Port Orford is the oldest town on the Oregon Coast. It is a working fishing port with a vibrant art community. It has a terrific small town vibe accented by awe inspiring scenic views.
If you visit the area, you won’t want to miss out on a chance to explore its many hiking and walking trails. Here are a few to check out.
This 1.2-mile loop trail offers an elevation of 170 feet. It is ranked as easy and family friendly for children with older kids. It begins at the Port Orford Lifeboat Station Trailhead and ends at the Port Orford Lookout Tower Site.
The land was formally the site of a lifeboat operation. The lifeboats were housed in Nellie’s Cove which was reached by a long, narrow staircase. The staircase is still there but it is not safe for use.
In addition to seeing the remains of the station, hikers can also set out on the small network of paths to stroll through the Sitka spruce forest which offers magnificent views. You will also find a Barracks Building which now serves as a museum.
This trail will take you up the highest mountain on the Oregon Coast. Most of the trip spans through a Douglas Fir Forest which is filled with flora and fauna. You will see plenty of lovely wildflowers along the way.
The loop is 5.6 miles in total and has a 1,784-elevation gain. Although it may seem quite taxing to climb such a high mountain, it offers regular and consistent footing and is therefore rated as moderate. It is also dog friendly.
Sisters Rock is so called because it will take you through the landscapes of two similar looking rock formations that sit on the Oregon coast. It is an out and back trail that is .9 miles in length and offers an elevation gain of 180 feet. It is rated as easy.
Along the trail, you can hop into a private cave, and stroll along beaches and mountainous areas. It’s relatively unpopulated and great for dog watching. It provides fantastic ocean views.
This trail makes for a terrific walk on the beach. Along the way, you’ll see plenty of arches and rock formations. There are stunning views of Humbug Mountain and Red Rocks in the distance.
Battle Rock Wayfinding Point Beach Trail spans two miles out and back and offers an elevation gain of 91 feet. It is suitable for hikers of all skill levels. It is best used from April to October.
This paved trail is a part of old Highway 101. It is 4.4 miles out and back and has an elevation gain of 702 feet. It is rated as moderate, and it is lightly trafficked.
The trail has pleasant sections that follow a creek and a nice lookout with a bench at the turnaround point. It is accessible from a paved parking lot off Oregon Coast Highway. Many hikers stumble upon it by accident.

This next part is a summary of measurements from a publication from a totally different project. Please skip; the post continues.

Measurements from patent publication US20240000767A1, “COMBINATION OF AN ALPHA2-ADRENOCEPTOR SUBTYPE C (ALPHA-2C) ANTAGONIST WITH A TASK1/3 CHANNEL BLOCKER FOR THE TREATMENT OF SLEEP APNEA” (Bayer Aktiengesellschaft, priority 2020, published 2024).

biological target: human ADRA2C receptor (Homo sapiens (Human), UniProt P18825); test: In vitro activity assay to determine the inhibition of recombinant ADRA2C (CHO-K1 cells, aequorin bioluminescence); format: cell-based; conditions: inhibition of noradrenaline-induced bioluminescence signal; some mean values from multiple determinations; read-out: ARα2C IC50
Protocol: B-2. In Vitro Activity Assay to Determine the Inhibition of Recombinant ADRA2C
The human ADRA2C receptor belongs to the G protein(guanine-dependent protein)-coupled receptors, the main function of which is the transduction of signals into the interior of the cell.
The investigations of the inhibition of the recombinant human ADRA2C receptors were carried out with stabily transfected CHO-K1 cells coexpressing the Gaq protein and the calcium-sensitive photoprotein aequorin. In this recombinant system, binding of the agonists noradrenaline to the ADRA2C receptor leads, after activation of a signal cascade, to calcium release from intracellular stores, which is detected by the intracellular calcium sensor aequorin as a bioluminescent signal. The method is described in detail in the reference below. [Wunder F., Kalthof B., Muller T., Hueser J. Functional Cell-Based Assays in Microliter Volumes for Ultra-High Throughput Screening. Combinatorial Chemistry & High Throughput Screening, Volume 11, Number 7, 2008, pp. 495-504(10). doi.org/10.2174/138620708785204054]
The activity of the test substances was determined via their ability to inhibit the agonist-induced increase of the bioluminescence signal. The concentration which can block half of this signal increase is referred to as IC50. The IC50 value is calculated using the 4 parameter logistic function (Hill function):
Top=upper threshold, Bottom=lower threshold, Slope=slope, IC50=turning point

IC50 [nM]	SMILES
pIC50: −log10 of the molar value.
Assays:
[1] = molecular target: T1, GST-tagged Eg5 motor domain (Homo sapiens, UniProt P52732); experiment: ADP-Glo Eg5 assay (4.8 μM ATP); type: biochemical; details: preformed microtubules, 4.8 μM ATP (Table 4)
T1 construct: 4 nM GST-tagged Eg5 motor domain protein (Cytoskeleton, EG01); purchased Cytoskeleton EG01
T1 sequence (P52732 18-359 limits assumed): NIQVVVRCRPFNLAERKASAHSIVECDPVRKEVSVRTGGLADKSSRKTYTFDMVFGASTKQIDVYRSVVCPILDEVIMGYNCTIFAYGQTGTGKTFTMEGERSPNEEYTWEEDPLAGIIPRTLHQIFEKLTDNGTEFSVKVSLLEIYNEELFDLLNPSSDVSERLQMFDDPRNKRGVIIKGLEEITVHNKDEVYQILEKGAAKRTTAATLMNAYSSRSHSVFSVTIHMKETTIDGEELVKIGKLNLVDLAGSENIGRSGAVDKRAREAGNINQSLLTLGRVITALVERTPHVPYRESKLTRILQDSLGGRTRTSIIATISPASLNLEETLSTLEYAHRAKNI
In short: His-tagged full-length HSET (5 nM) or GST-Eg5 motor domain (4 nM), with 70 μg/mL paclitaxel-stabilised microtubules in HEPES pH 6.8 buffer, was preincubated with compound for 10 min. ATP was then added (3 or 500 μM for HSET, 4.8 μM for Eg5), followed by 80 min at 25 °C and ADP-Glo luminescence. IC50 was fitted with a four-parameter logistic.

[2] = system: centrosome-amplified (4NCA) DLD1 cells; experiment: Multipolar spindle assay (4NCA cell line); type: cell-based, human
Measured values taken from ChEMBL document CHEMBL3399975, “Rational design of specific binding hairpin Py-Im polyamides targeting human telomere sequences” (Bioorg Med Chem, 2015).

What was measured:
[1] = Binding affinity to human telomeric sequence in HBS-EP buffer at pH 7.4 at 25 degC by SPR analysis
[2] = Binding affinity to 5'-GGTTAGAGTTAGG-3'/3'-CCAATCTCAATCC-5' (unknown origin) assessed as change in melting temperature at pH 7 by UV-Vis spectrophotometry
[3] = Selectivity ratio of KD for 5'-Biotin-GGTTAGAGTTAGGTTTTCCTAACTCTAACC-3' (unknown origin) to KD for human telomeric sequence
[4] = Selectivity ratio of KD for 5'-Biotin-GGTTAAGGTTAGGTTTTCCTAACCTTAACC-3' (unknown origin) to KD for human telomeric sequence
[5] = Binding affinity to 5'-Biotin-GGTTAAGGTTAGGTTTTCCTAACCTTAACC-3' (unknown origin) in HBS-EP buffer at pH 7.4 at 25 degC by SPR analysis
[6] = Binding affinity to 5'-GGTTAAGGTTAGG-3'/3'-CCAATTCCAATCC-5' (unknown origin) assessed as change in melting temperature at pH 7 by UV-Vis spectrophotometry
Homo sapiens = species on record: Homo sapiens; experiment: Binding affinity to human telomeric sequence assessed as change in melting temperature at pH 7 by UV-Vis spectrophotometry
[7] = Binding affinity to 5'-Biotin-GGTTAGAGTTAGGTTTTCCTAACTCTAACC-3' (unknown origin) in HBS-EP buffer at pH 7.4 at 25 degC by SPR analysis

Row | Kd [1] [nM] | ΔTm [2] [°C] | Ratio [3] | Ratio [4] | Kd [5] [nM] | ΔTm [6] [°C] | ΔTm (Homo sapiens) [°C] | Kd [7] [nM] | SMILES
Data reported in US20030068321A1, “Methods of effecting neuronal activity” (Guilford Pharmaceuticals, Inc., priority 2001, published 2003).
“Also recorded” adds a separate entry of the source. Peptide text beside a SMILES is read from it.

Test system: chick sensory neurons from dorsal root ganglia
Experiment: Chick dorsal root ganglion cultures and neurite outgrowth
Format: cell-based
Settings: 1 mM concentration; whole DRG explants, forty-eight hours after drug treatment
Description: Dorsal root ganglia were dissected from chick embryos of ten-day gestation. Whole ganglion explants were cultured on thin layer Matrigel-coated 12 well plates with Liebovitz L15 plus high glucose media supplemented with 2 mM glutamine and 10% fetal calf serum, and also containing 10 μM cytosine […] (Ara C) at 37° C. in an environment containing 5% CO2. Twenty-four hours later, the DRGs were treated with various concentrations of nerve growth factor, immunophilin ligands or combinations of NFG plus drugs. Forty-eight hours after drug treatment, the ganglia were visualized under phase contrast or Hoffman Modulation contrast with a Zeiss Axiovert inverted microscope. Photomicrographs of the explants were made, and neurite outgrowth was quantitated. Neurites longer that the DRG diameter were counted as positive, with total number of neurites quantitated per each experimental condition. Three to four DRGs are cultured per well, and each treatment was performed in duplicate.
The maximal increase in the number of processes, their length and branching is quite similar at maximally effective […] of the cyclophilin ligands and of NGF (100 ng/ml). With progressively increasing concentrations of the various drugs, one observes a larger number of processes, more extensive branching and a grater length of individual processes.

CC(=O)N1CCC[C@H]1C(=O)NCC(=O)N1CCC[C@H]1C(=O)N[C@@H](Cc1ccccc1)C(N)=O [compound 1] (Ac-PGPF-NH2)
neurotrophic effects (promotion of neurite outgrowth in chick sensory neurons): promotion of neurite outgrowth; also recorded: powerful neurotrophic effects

This beach trail spans .9 miles and has a 55-foot elevation gain. It is connected to the park campground and has a freshwater stream that runs into it with rock cliffs on the north and south edges of the beach. It is lightly trafficked making for a peaceful time with nature.
The trail is accessible year-round. It is dog friendly, but dogs must be kept on a leash.
Hubbards Creek Trail spans one mile and leads out to the beach. It is one mile in length and offers an elevation gain of 39 feet. It is rated and moderate and is an out and back route type.
The trail offers stunning views of the Red Rocks to the south and Port Orford to the North. It is best used from April to September. Dogs are welcome but must be leashed.
As the name suggests, this trail is perfect for those collecting agate stones. The .6-mile route is out and back and has a 13-foot elevation gain. It is a beach hike that offers terrific views and several opportunities to see wildlife. It is rated as easy and suitable for all skill levels.
Fern Trail is an unusual trail as it starts out on a single track and runs into the asphalt Or Coastal Trail. The road is dotted with raised planter boxes that are labeled and contain different types of ferns. It’s ideal for bird watchers.
The trail is a loop that runs 2.2 miles and has a 239-foot elevation gain. It is best used between April and September.
The Amphitheater Trail runs through Humbug Mountain State Park. To gain access, you will have to camp there, but visitors can also get to the trailhead by walking under the road through a tunnel and through the campgrounds.
The out and back trail is .9 miles and has an elevation of 196 feet. It is dotted by vibrant wildflowers and offers scenic views and wildlife sightings. It is good for all hiking skill levels and is best to visit in the spring and summer.
The Oregon Coast Trail spans 362 miles and takes you through sandy beaches, shady forests, scenic headlands and other terrains. Section 8 takes you from Bandon to Port Orford while Section 9 runs from Port Orford to Cape Sebastian.
Section 8 is a coastal trail that spans through lake areas and campgrounds. It ends at Port Orford Heads State Park. Section 9 runs through beach lands and several recreational and heritage sites before ending at Cape Sebastian Scenic Corridor.
Port Orford is a stunning area that is best seen via its many hiking and walking trails. Now that you know the ones to check out, you are ready for your trip. Which will you be including in your itinerary?